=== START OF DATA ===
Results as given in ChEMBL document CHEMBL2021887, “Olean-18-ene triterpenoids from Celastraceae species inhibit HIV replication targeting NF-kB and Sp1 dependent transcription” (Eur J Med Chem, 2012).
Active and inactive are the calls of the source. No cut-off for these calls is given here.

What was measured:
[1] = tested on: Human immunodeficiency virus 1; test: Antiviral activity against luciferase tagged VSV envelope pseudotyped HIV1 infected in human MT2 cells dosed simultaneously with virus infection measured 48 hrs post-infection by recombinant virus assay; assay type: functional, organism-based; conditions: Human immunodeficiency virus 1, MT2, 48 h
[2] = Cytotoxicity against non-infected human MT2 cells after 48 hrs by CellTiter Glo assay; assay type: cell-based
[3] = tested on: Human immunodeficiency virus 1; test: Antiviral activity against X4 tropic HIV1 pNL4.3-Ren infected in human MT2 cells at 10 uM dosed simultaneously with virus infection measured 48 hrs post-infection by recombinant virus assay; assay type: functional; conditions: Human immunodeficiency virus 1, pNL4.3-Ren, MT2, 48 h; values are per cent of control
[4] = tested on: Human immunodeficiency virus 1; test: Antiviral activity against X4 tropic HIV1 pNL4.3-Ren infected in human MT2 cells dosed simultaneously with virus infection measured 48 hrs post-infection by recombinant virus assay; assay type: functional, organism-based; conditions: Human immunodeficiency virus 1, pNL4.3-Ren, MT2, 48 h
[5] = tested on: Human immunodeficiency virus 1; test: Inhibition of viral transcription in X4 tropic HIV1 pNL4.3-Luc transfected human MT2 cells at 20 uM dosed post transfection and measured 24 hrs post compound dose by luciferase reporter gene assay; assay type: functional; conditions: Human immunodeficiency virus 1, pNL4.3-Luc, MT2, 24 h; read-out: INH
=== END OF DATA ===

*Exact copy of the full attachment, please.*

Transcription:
Results as given in ChEMBL document CHEMBL2021887, “Olean-18-ene triterpenoids from Celastraceae species inhibit HIV replication targeting NF-kB and Sp1 dependent transcription” (Eur J Med Chem, 2012).
Active and inactive are the calls of the source. No cut-off for these calls is given here.

What was measured:
[1] = tested on: Human immunodeficiency virus 1; test: Antiviral activity against luciferase tagged VSV envelope pseudotyped HIV1 infected in human MT2 cells dosed simultaneously with virus infection measured 48 hrs post-infection by recombinant virus assay; assay type: functional, organism-based; conditions: Human immunodeficiency virus 1, MT2, 48 h
[2] = Cytotoxicity against non-infected human MT2 cells after 48 hrs by CellTiter Glo assay; assay type: cell-based
[3] = tested on: Human immunodeficiency virus 1; test: Antiviral activity against X4 tropic HIV1 pNL4.3-Ren infected in human MT2 cells at 10 uM dosed simultaneously with virus infection measured 48 hrs post-infection by recombinant virus assay; assay type: functional; conditions: Human immunodeficiency virus 1, pNL4.3-Ren, MT2, 48 h; values are per cent of control
[4] = tested on: Human immunodeficiency virus 1; test: Antiviral activity against X4 tropic HIV1 pNL4.3-Ren infected in human MT2 cells dosed simultaneously with virus infection measured 48 hrs post-infection by recombinant virus assay; assay type: functional, organism-based; conditions: Human immunodeficiency virus 1, pNL4.3-Ren, MT2, 48 h
[5] = tested on: Human immunodeficiency virus 1; test: Inhibition of viral transcription in X4 tropic HIV1 pNL4.3-Luc transfected human MT2 cells at 20 uM dosed post transfection and measured 24 hrs post compound dose by luciferase reporter gene assay; assay type: functional; conditions: Human immunodeficiency virus 1, pNL4.3-Luc, MT2, 24 h; read-out: INH